'How Long Will It Take?' Delhi HC Raps Twitter Over Officer's Appointment
The high court said that Twitter was in defiance of new IT rules for not appointing a grievance redressal officer.
The Delhi High Court on Tuesday, 6 July, said that social media giant Twitter is in defiance for not appointing the grievance redressal officer as necessitated under the new IT rules mandated by the Centre.
Expressing displeasure that an officer was still not appointed despite assurances, the bench led by Justice Rekha Palli said that it can't take as long as it wants to follow due process.
"After 21 June, till 6 July, the least you could have done was appoint another person. How long does your process take? If Twitter thinks it can take as long it wants in our country, I will not allow that," the judge said, reported Bar&Bench.
The HC granted two more days to the senior counsel, appearing for Twitter, to obtain detailed instructions from San Francisco. The court will now hear the matter on 8 July after asking the social media giant to "come up with a clear response, otherwise you will be in trouble," the report added.
'Twitter Not in Compliance of Indian Laws': Centre
The comments came just a day after the Centre, in an affidavit filed in the HC, said that Twitter had failed to comply with IT Rules 2021 leading to a loss of its immunity as an "intermediary".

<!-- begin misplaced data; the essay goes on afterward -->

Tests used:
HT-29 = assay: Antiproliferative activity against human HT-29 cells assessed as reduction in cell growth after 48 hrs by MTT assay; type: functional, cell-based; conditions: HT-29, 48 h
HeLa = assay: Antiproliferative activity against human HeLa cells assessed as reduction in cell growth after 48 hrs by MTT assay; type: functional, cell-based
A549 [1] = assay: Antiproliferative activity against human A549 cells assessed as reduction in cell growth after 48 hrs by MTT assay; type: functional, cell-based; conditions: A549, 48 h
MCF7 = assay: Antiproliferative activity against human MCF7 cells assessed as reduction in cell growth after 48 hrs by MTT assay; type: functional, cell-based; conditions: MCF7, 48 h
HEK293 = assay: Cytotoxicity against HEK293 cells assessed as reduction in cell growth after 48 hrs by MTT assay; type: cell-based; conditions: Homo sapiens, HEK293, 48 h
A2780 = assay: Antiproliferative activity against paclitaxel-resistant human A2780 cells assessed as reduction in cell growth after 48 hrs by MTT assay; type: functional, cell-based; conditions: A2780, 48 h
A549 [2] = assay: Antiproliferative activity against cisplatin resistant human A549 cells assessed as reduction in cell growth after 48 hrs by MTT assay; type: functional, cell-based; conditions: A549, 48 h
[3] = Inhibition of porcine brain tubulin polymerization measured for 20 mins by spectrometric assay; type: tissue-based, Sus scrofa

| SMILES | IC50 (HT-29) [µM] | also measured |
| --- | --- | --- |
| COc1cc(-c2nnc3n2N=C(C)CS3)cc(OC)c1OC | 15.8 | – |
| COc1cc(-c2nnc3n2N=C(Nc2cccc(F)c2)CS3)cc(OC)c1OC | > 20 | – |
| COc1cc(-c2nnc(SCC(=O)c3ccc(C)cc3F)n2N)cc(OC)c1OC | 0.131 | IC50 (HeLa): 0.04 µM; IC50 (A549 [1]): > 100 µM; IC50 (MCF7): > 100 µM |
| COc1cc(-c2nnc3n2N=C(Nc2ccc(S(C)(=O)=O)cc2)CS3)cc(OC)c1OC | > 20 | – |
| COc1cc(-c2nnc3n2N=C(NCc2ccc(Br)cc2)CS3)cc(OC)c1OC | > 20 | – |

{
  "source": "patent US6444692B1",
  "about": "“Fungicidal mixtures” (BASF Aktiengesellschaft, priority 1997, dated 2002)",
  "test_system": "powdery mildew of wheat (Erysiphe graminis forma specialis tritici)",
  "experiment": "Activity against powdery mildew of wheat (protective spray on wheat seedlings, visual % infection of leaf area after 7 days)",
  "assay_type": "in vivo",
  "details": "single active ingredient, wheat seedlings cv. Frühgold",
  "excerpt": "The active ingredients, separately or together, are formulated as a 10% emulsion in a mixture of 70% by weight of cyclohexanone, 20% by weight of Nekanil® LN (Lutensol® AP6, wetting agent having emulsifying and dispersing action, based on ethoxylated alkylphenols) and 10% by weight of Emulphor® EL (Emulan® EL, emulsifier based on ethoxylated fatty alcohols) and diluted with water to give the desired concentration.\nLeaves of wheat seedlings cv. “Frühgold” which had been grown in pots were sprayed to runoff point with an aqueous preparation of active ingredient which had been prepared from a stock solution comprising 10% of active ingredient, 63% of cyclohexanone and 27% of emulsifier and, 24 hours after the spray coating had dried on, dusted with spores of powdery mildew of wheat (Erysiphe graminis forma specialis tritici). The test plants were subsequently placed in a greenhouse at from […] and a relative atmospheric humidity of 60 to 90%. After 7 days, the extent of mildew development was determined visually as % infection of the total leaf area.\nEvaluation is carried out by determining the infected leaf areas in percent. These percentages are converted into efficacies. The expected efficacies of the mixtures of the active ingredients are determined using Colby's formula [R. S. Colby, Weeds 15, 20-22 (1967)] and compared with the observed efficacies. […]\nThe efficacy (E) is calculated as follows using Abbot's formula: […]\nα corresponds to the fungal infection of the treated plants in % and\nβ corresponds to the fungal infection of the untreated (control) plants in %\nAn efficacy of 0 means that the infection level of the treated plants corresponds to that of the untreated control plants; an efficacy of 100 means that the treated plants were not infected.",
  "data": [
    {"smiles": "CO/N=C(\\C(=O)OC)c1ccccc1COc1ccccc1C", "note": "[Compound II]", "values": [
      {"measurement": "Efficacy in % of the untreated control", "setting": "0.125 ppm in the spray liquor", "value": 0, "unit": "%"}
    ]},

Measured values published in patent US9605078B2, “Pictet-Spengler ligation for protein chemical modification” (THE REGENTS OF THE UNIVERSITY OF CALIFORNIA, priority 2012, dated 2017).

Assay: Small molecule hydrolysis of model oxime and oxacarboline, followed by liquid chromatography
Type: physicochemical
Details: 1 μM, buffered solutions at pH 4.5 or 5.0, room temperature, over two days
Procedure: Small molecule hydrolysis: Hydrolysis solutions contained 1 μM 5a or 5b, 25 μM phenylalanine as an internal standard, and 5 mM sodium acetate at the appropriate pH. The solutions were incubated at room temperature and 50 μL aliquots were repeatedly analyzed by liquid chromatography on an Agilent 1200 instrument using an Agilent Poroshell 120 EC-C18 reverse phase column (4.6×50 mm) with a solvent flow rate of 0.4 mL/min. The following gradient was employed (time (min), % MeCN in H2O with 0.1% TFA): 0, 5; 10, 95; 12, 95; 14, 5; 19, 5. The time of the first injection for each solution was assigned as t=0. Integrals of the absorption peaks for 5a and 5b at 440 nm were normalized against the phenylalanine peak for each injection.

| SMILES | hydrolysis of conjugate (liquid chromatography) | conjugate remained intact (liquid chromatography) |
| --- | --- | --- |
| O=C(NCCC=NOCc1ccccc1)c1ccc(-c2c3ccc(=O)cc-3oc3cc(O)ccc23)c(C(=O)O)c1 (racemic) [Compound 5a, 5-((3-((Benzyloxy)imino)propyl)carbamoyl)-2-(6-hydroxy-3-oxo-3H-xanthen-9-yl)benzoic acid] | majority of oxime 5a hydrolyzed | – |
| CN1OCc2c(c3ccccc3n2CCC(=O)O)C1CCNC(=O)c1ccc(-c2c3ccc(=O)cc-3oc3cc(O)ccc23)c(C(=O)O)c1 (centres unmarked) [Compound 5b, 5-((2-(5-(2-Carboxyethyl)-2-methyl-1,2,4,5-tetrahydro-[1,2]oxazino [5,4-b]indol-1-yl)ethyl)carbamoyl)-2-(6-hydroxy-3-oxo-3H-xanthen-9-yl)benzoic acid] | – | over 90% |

The affidavit also said that the immunity conferred on intermediaries under Section 79(1) is a conditional immunity subject to the intermediary satisfying the conditions under Sections 79(2) and 79(3).
According to the new IT laws, social media platforms are required to appoint a chief compliance officer, a nodal officer, and a grievance officer — all whom are required to be residents of India.
However, after its earlier appointee withdrew his candidature on 21 June, Twitter had said that it was in the "process of finding a replacement."
'In Final Stage of Finding a Replacement': Twitter
Twitter on 3 July had submitted an affidavit before the Delhi High Court stating that it will soon be appointing an interim resident grievance officer, as mandated by the new rules.
It had informed the court that it was at the "final stage" of finding the replacement.
In the interim, the grievances from India are being handled by personnel situated in the US, which amounts to non-compliance with the new rules.
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